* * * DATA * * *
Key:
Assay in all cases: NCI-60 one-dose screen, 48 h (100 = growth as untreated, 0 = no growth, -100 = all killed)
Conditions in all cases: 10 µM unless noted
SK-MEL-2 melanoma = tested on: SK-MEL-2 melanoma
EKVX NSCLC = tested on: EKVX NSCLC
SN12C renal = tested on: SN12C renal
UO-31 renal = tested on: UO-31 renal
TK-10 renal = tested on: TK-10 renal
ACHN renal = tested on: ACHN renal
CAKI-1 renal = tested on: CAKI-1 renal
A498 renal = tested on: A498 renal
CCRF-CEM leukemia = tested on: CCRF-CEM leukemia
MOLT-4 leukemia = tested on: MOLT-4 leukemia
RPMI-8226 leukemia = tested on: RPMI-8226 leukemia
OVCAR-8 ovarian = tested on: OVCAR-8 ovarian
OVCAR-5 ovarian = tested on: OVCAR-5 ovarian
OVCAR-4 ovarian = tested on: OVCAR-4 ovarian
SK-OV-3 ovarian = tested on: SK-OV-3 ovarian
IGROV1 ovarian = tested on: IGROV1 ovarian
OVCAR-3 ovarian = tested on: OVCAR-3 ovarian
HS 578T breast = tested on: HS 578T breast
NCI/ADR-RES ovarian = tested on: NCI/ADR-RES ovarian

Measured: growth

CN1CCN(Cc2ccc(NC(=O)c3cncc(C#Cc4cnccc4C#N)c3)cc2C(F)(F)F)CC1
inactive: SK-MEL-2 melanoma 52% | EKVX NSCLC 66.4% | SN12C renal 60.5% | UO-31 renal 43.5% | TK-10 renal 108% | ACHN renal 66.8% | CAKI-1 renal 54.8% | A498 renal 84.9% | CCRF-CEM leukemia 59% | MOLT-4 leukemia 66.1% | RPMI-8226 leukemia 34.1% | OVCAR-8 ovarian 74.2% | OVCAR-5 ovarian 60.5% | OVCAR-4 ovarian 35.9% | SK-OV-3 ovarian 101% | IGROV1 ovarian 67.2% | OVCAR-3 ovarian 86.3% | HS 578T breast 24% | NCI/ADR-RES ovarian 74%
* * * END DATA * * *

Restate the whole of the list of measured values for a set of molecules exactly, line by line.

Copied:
Key:
Assay in all cases: NCI-60 one-dose screen, 48 h (100 = growth as untreated, 0 = no growth, -100 = all killed)
Conditions in all cases: 10 µM unless noted
SK-MEL-2 melanoma = tested on: SK-MEL-2 melanoma
EKVX NSCLC = tested on: EKVX NSCLC
SN12C renal = tested on: SN12C renal
UO-31 renal = tested on: UO-31 renal
TK-10 renal = tested on: TK-10 renal
ACHN renal = tested on: ACHN renal
CAKI-1 renal = tested on: CAKI-1 renal
A498 renal = tested on: A498 renal
CCRF-CEM leukemia = tested on: CCRF-CEM leukemia
MOLT-4 leukemia = tested on: MOLT-4 leukemia
RPMI-8226 leukemia = tested on: RPMI-8226 leukemia
OVCAR-8 ovarian = tested on: OVCAR-8 ovarian
OVCAR-5 ovarian = tested on: OVCAR-5 ovarian
OVCAR-4 ovarian = tested on: OVCAR-4 ovarian
SK-OV-3 ovarian = tested on: SK-OV-3 ovarian
IGROV1 ovarian = tested on: IGROV1 ovarian
OVCAR-3 ovarian = tested on: OVCAR-3 ovarian
HS 578T breast = tested on: HS 578T breast
NCI/ADR-RES ovarian = tested on: NCI/ADR-RES ovarian

Measured: growth

CN1CCN(Cc2ccc(NC(=O)c3cncc(C#Cc4cnccc4C#N)c3)cc2C(F)(F)F)CC1
inactive: SK-MEL-2 melanoma 52% | EKVX NSCLC 66.4% | SN12C renal 60.5% | UO-31 renal 43.5% | TK-10 renal 108% | ACHN renal 66.8% | CAKI-1 renal 54.8% | A498 renal 84.9% | CCRF-CEM leukemia 59% | MOLT-4 leukemia 66.1% | RPMI-8226 leukemia 34.1% | OVCAR-8 ovarian 74.2% | OVCAR-5 ovarian 60.5% | OVCAR-4 ovarian 35.9% | SK-OV-3 ovarian 101% | IGROV1 ovarian 67.2% | OVCAR-3 ovarian 86.3% | HS 578T breast 24% | NCI/ADR-RES ovarian 74%